Laura’s household speaks nothing but German. Her father is murdered — the killer is never identified — when she is 11. Laura, like, Vance, is the youngest of a large family. Six brothers and two sisters settle into lives of farming or factory work in the Dover area. When she marries a 20-year-old Vance, Laura, 21, is already three months pregnant. Roy Vance Foutz will be born May 4, 1908.
At the time of the 1910 census, the young family — Vance, Laura and baby Roy — share their house at 113 W. 2nd St. in Dover with mother Rebecca, widowed brother-in-law William Coleman, and nephews Karl and Frank Coleman and Lloyd Moreland, who works with Vance at Dover Mfg. Co. (Brother Sherman Moreland’s journal had Lloyd first working at Sad Iron Co. in Dover.)
In the next decade the family grows: Roy is joined by brother Carl William Foutz, born May 6, 1911; my grandfather, Donald Dale Foutz, born March 4, 1914; and sister Doris Pauline Foutz, born May 29, 1917. Don’s eventual wife — my grandmother Erma (Johnson) Foutz — would make a curious comment to my mother in the 1970s about having her own children a perfect 4 years apart. For whatever reason that figure was important, Vance and Laura’s magic interval was 3.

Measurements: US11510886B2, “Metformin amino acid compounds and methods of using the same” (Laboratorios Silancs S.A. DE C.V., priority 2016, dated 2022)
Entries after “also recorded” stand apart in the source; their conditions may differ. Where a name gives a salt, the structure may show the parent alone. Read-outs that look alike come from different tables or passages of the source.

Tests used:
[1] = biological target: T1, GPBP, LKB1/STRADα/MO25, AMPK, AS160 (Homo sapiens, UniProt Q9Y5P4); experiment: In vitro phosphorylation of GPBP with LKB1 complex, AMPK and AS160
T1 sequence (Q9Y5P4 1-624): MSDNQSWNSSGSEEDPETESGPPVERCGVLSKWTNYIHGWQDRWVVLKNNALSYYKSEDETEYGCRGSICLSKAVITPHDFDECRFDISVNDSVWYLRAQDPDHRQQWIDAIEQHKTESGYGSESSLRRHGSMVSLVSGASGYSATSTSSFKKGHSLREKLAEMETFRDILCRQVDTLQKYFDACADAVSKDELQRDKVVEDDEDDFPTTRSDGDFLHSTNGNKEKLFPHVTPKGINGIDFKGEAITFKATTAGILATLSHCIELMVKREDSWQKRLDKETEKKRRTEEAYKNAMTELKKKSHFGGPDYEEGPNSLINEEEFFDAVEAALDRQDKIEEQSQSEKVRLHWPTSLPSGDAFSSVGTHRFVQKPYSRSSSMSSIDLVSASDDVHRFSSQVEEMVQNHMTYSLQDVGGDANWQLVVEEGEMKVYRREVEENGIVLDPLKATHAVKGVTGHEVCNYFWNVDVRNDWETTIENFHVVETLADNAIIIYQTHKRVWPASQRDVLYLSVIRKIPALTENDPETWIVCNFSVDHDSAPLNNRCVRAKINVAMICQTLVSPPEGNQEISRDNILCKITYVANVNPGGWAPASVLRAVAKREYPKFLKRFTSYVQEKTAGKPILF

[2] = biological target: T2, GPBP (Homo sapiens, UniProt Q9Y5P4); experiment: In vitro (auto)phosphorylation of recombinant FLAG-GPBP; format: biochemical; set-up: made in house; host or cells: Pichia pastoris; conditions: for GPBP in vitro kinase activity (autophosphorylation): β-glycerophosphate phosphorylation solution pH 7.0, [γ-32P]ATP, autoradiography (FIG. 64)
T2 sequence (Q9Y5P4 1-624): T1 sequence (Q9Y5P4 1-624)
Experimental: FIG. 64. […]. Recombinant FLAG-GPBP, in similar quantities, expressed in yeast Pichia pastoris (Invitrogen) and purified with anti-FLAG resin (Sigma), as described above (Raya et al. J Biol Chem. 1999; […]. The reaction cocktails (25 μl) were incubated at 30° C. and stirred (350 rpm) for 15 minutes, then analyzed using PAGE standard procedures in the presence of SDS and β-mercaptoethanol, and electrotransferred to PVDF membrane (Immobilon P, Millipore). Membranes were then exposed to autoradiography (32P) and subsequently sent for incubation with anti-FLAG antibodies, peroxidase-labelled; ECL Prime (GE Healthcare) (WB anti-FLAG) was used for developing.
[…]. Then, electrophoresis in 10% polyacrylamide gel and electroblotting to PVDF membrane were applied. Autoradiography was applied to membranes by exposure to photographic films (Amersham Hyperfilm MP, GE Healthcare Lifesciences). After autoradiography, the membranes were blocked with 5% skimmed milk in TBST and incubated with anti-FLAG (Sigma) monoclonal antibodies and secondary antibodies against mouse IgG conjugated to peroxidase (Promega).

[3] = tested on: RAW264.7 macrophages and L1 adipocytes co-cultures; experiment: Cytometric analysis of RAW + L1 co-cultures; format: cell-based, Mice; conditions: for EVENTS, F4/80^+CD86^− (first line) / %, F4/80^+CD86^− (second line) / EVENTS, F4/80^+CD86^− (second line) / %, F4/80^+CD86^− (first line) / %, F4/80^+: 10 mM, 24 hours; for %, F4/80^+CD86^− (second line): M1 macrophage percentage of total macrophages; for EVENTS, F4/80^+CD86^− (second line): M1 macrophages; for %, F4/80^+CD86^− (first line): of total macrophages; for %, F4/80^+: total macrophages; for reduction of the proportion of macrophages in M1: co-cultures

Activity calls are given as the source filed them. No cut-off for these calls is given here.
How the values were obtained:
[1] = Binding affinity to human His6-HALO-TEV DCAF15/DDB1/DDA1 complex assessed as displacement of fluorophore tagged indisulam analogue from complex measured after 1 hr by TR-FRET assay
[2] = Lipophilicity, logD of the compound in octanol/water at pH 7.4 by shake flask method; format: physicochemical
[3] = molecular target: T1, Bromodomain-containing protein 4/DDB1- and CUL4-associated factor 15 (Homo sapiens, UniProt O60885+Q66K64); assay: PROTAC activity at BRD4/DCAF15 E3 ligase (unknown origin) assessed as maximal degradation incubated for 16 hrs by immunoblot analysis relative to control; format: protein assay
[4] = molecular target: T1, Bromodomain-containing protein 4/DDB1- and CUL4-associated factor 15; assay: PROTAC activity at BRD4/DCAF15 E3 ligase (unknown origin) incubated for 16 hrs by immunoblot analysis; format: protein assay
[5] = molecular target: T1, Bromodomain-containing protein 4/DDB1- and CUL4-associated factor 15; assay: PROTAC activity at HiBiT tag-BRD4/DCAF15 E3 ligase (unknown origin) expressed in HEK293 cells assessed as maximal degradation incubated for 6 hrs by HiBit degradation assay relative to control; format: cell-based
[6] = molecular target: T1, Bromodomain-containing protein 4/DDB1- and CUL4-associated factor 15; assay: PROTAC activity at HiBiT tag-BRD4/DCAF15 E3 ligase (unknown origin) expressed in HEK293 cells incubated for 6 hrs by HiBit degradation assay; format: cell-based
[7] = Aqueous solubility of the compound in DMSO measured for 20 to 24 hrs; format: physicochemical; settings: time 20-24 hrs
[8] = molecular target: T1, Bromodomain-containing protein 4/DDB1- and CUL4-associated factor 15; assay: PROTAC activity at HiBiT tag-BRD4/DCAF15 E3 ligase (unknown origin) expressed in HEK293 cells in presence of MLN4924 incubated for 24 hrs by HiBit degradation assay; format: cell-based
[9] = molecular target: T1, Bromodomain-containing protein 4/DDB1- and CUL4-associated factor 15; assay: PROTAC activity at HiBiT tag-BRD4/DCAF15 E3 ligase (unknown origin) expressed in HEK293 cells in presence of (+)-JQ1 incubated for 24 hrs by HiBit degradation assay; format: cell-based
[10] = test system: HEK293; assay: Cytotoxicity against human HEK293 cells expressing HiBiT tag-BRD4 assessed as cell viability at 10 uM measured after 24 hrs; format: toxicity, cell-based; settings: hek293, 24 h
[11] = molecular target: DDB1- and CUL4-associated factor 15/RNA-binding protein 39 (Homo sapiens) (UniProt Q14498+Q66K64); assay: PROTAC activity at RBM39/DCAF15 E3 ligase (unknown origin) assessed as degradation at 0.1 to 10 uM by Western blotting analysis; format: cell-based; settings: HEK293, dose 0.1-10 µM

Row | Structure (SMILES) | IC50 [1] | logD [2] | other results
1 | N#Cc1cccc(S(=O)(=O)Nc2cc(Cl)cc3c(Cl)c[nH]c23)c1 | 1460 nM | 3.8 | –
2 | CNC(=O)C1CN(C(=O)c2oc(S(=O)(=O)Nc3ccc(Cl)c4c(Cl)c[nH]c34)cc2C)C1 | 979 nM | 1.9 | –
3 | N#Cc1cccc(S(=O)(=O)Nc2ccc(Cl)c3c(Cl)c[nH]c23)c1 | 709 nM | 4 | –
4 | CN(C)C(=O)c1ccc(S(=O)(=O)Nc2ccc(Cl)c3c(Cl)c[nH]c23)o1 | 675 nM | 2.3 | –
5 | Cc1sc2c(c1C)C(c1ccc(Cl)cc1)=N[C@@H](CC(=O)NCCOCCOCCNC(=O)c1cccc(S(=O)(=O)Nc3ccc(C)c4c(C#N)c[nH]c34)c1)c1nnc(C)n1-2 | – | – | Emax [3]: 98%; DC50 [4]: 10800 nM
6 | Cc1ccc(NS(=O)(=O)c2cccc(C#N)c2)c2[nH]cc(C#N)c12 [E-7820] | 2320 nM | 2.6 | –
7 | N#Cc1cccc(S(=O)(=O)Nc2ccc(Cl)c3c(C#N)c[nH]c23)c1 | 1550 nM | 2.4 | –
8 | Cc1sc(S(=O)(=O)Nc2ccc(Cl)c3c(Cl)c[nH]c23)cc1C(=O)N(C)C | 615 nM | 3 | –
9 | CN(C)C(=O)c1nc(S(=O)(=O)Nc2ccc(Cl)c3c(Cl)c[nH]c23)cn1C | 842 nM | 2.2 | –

The 1920 and ’30 censuses find the family at the house they own, at 515 Race Street — the southeast corner of Race and Sixth in Dover, a few blocks across busy Walnut Street and Wooster Avenue from the high school where Don will star as a halfback on the football team. Vance works as a boiler tender at the steel mill. By 1930, both Roy (as machinist) and Carl (as office help) will join him there.
Their life seems to be one of relative prosperity in a town booming with industrial jobs in the decades after the famous Ohio & Erie Canal dried up and the railroad ran through. As in 1910, and taking a cue from previous Foutz generations, they host a variety of relatives in their home. An ailing Elizabeth Duerr spends her remaining years in their care. The teenage Russell Everett family rents space there in 1920. And Laura’s niece, Stella Archinal, lives there in 1930. Vance will own at least two more homes in Dover in his remaining four decades, including the bungalow off Front Street my grandparents will buy from him as their first home.